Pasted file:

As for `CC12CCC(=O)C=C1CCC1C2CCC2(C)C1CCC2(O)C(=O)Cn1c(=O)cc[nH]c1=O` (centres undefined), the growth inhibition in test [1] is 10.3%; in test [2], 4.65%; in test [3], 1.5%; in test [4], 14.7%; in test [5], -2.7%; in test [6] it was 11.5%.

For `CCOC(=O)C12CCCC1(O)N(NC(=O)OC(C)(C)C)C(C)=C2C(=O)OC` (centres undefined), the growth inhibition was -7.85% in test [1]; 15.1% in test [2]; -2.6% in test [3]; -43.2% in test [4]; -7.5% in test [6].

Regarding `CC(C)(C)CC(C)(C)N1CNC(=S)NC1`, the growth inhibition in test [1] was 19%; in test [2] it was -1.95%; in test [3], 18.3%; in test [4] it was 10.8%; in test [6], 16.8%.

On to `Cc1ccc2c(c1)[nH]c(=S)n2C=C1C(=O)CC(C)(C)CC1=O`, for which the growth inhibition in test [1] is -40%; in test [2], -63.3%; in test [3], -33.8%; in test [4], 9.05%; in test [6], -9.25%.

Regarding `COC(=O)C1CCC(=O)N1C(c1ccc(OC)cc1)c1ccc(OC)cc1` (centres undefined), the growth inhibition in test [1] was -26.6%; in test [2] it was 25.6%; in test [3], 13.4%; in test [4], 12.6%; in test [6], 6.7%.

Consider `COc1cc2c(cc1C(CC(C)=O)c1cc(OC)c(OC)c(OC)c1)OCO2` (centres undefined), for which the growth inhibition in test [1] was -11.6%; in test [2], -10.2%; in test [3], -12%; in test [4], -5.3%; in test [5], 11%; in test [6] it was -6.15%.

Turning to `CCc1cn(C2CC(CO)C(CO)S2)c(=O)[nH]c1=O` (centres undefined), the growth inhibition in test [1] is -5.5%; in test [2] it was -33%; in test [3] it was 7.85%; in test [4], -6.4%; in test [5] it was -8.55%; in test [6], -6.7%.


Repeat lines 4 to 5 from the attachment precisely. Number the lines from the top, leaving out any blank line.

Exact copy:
On to `Cc1ccc2c(c1)[nH]c(=S)n2C=C1C(=O)CC(C)(C)CC1=O`, for which the growth inhibition in test [1] is -40%; in test [2], -63.3%; in test [3], -33.8%; in test [4], 9.05%; in test [6], -9.25%.

Regarding `COC(=O)C1CCC(=O)N1C(c1ccc(OC)cc1)c1ccc(OC)cc1` (centres undefined), the growth inhibition in test [1] was -26.6%; in test [2] it was 25.6%; in test [3], 13.4%; in test [4], 12.6%; in test [6], 6.7%.